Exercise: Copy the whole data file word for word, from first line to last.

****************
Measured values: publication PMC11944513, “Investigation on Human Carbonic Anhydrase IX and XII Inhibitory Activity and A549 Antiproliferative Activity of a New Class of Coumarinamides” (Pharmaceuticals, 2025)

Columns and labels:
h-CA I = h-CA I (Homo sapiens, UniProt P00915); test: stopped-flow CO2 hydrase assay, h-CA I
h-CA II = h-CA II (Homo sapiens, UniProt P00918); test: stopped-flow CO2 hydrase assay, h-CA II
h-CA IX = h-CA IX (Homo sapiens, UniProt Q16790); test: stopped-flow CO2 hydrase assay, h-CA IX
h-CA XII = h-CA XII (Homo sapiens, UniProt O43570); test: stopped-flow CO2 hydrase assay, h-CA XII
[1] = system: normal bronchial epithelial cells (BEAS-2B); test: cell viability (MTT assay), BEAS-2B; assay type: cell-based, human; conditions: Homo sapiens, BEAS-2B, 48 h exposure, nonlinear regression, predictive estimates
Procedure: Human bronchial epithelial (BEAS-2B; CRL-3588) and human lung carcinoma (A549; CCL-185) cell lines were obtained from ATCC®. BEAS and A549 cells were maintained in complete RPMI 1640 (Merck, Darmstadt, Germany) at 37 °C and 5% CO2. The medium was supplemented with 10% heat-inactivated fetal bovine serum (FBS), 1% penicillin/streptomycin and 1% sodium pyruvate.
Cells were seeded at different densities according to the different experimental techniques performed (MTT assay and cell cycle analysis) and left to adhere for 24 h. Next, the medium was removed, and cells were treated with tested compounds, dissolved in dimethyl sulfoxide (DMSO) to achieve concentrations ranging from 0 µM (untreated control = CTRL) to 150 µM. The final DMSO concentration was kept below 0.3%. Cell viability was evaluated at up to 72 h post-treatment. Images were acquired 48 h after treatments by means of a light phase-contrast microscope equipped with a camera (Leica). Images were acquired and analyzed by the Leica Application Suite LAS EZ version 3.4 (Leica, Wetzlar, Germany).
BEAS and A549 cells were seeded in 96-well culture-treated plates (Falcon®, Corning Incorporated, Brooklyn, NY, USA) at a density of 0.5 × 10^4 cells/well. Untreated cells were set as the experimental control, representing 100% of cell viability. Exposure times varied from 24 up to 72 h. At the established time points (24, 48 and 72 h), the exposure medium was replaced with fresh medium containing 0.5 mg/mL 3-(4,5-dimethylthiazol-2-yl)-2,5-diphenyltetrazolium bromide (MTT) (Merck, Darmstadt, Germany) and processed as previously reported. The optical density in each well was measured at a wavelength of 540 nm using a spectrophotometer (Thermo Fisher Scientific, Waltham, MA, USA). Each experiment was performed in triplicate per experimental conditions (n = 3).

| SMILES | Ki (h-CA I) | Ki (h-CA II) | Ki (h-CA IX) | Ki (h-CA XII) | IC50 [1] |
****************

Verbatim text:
Measured values: publication PMC11944513, “Investigation on Human Carbonic Anhydrase IX and XII Inhibitory Activity and A549 Antiproliferative Activity of a New Class of Coumarinamides” (Pharmaceuticals, 2025)

Columns and labels:
h-CA I = h-CA I (Homo sapiens, UniProt P00915); test: stopped-flow CO2 hydrase assay, h-CA I
h-CA II = h-CA II (Homo sapiens, UniProt P00918); test: stopped-flow CO2 hydrase assay, h-CA II
h-CA IX = h-CA IX (Homo sapiens, UniProt Q16790); test: stopped-flow CO2 hydrase assay, h-CA IX
h-CA XII = h-CA XII (Homo sapiens, UniProt O43570); test: stopped-flow CO2 hydrase assay, h-CA XII
[1] = system: normal bronchial epithelial cells (BEAS-2B); test: cell viability (MTT assay), BEAS-2B; assay type: cell-based, human; conditions: Homo sapiens, BEAS-2B, 48 h exposure, nonlinear regression, predictive estimates
Procedure: Human bronchial epithelial (BEAS-2B; CRL-3588) and human lung carcinoma (A549; CCL-185) cell lines were obtained from ATCC®. BEAS and A549 cells were maintained in complete RPMI 1640 (Merck, Darmstadt, Germany) at 37 °C and 5% CO2. The medium was supplemented with 10% heat-inactivated fetal bovine serum (FBS), 1% penicillin/streptomycin and 1% sodium pyruvate.
Cells were seeded at different densities according to the different experimental techniques performed (MTT assay and cell cycle analysis) and left to adhere for 24 h. Next, the medium was removed, and cells were treated with tested compounds, dissolved in dimethyl sulfoxide (DMSO) to achieve concentrations ranging from 0 µM (untreated control = CTRL) to 150 µM. The final DMSO concentration was kept below 0.3%. Cell viability was evaluated at up to 72 h post-treatment. Images were acquired 48 h after treatments by means of a light phase-contrast microscope equipped with a camera (Leica). Images were acquired and analyzed by the Leica Application Suite LAS EZ version 3.4 (Leica, Wetzlar, Germany).
BEAS and A549 cells were seeded in 96-well culture-treated plates (Falcon®, Corning Incorporated, Brooklyn, NY, USA) at a density of 0.5 × 10^4 cells/well. Untreated cells were set as the experimental control, representing 100% of cell viability. Exposure times varied from 24 up to 72 h. At the established time points (24, 48 and 72 h), the exposure medium was replaced with fresh medium containing 0.5 mg/mL 3-(4,5-dimethylthiazol-2-yl)-2,5-diphenyltetrazolium bromide (MTT) (Merck, Darmstadt, Germany) and processed as previously reported. The optical density in each well was measured at a wavelength of 540 nm using a spectrophotometer (Thermo Fisher Scientific, Waltham, MA, USA). Each experiment was performed in triplicate per experimental conditions (n = 3).

| SMILES | Ki (h-CA I) | Ki (h-CA II) | Ki (h-CA IX) | Ki (h-CA XII) | IC50 [1] |